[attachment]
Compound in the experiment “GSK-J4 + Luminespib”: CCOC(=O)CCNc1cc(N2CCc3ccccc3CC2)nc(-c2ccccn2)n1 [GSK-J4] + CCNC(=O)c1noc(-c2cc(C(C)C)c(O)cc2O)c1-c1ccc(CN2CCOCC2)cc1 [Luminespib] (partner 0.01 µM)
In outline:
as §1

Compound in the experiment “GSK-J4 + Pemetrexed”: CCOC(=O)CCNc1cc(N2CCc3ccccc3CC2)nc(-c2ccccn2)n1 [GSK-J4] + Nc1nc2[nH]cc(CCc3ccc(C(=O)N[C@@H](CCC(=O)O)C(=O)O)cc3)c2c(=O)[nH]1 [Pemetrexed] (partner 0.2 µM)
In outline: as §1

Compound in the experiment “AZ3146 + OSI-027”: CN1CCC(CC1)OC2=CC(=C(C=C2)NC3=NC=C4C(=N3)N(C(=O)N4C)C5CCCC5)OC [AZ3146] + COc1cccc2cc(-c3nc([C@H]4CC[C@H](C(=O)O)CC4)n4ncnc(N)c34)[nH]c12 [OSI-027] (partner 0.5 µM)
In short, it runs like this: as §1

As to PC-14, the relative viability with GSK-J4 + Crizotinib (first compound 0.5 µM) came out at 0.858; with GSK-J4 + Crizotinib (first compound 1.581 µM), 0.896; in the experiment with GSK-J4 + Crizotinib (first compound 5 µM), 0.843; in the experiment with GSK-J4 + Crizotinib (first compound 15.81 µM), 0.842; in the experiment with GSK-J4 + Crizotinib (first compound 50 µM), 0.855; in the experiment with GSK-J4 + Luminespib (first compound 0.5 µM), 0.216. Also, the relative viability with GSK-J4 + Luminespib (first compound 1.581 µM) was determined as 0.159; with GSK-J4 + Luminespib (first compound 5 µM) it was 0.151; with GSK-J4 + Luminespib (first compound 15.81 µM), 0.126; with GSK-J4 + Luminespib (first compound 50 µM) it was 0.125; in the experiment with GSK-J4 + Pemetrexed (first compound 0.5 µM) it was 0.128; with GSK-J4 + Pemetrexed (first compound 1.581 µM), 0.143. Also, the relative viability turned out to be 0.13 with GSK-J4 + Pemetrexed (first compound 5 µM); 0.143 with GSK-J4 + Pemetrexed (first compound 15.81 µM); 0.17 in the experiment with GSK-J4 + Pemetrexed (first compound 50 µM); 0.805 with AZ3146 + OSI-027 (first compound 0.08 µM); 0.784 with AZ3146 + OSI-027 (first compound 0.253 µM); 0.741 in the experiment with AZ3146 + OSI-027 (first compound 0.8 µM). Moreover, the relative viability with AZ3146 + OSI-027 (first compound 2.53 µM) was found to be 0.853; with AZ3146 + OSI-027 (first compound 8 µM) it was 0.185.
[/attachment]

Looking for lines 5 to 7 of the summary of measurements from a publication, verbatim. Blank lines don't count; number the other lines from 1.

In outline: as §1

Compound in the experiment “AZ3146 + OSI-027”: CN1CCC(CC1)OC2=CC(=C(C=C2)NC3=NC=C4C(=N3)N(C(=O)N4C)C5CCCC5)OC [AZ3146] + COc1cccc2cc(-c3nc([C@H]4CC[C@H](C(=O)O)CC4)n4ncnc(N)c34)[nH]c12 [OSI-027] (partner 0.5 µM)
In short, it runs like this: as §1